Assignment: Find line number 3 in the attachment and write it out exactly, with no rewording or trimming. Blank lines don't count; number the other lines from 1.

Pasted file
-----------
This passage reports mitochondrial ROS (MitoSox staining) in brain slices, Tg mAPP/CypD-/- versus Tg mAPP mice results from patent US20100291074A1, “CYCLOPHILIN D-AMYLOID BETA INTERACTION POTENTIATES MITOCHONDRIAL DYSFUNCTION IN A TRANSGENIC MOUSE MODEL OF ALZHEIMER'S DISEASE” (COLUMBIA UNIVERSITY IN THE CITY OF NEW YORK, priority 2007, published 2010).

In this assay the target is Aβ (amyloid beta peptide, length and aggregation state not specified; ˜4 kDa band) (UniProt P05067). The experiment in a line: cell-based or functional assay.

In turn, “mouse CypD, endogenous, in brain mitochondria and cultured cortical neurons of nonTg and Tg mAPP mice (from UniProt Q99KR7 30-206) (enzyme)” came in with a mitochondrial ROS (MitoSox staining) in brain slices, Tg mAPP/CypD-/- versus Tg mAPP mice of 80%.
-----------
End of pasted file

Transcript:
In turn, “mouse CypD, endogenous, in brain mitochondria and cultured cortical neurons of nonTg and Tg mAPP mice (from UniProt Q99KR7 30-206) (enzyme)” came in with a mitochondrial ROS (MitoSox staining) in brain slices, Tg mAPP/CypD-/- versus Tg mAPP mice of 80%.